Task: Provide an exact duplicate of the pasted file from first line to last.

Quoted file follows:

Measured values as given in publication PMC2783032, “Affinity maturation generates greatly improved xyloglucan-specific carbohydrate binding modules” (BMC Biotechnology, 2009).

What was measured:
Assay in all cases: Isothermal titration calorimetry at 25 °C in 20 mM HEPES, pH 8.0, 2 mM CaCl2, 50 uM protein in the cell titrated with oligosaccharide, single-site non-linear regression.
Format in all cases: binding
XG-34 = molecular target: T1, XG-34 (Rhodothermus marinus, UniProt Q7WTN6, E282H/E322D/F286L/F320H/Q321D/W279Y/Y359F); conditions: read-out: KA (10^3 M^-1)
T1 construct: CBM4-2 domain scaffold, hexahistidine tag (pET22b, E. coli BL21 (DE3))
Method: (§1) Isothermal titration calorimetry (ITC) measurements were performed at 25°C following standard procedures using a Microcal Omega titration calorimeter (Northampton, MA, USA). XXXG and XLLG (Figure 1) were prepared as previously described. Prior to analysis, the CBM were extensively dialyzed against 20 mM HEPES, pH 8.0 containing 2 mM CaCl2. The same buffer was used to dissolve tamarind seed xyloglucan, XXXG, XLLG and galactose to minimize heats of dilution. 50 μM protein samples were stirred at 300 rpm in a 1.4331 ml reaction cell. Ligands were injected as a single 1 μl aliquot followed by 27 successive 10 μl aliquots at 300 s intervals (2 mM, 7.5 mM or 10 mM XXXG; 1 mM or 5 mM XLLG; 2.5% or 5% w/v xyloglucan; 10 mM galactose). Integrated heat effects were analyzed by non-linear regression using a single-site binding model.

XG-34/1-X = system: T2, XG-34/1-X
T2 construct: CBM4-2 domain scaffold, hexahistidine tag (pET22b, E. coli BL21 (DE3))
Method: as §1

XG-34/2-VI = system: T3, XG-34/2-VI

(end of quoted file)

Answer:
Measured values as given in publication PMC2783032, “Affinity maturation generates greatly improved xyloglucan-specific carbohydrate binding modules” (BMC Biotechnology, 2009).

What was measured:
Assay in all cases: Isothermal titration calorimetry at 25 °C in 20 mM HEPES, pH 8.0, 2 mM CaCl2, 50 uM protein in the cell titrated with oligosaccharide, single-site non-linear regression.
Format in all cases: binding
XG-34 = molecular target: T1, XG-34 (Rhodothermus marinus, UniProt Q7WTN6, E282H/E322D/F286L/F320H/Q321D/W279Y/Y359F); conditions: read-out: KA (10^3 M^-1)
T1 construct: CBM4-2 domain scaffold, hexahistidine tag (pET22b, E. coli BL21 (DE3))
Method: (§1) Isothermal titration calorimetry (ITC) measurements were performed at 25°C following standard procedures using a Microcal Omega titration calorimeter (Northampton, MA, USA). XXXG and XLLG (Figure 1) were prepared as previously described. Prior to analysis, the CBM were extensively dialyzed against 20 mM HEPES, pH 8.0 containing 2 mM CaCl2. The same buffer was used to dissolve tamarind seed xyloglucan, XXXG, XLLG and galactose to minimize heats of dilution. 50 μM protein samples were stirred at 300 rpm in a 1.4331 ml reaction cell. Ligands were injected as a single 1 μl aliquot followed by 27 successive 10 μl aliquots at 300 s intervals (2 mM, 7.5 mM or 10 mM XXXG; 1 mM or 5 mM XLLG; 2.5% or 5% w/v xyloglucan; 10 mM galactose). Integrated heat effects were analyzed by non-linear regression using a single-site binding model.

XG-34/1-X = system: T2, XG-34/1-X
T2 construct: CBM4-2 domain scaffold, hexahistidine tag (pET22b, E. coli BL21 (DE3))
Method: as §1

XG-34/2-VI = system: T3, XG-34/2-VI